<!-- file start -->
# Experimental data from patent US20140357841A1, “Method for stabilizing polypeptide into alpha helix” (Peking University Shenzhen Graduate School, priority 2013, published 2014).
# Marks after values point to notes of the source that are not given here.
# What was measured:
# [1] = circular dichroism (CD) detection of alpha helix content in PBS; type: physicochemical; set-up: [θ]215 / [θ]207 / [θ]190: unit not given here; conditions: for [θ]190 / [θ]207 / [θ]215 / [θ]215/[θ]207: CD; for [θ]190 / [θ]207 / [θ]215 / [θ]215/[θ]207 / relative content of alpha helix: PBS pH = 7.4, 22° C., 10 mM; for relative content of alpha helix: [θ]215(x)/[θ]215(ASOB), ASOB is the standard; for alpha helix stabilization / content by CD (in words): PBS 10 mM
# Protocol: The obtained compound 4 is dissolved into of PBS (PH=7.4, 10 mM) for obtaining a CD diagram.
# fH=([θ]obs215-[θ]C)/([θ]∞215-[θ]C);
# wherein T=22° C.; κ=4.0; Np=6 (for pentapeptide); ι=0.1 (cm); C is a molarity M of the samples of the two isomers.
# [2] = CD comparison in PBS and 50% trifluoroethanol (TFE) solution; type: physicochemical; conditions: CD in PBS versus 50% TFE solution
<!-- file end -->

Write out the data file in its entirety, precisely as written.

# Experimental data from patent US20140357841A1, “Method for stabilizing polypeptide into alpha helix” (Peking University Shenzhen Graduate School, priority 2013, published 2014).
# Marks after values point to notes of the source that are not given here.
# What was measured:
# [1] = circular dichroism (CD) detection of alpha helix content in PBS; type: physicochemical; set-up: [θ]215 / [θ]207 / [θ]190: unit not given here; conditions: for [θ]190 / [θ]207 / [θ]215 / [θ]215/[θ]207: CD; for [θ]190 / [θ]207 / [θ]215 / [θ]215/[θ]207 / relative content of alpha helix: PBS pH = 7.4, 22° C., 10 mM; for relative content of alpha helix: [θ]215(x)/[θ]215(ASOB), ASOB is the standard; for alpha helix stabilization / content by CD (in words): PBS 10 mM
# Protocol: The obtained compound 4 is dissolved into of PBS (PH=7.4, 10 mM) for obtaining a CD diagram.
# fH=([θ]obs215-[θ]C)/([θ]∞215-[θ]C);
# wherein T=22° C.; κ=4.0; Np=6 (for pentapeptide); ι=0.1 (cm); C is a molarity M of the samples of the two isomers.
# [2] = CD comparison in PBS and 50% trifluoroethanol (TFE) solution; type: physicochemical; conditions: CD in PBS versus 50% TFE solution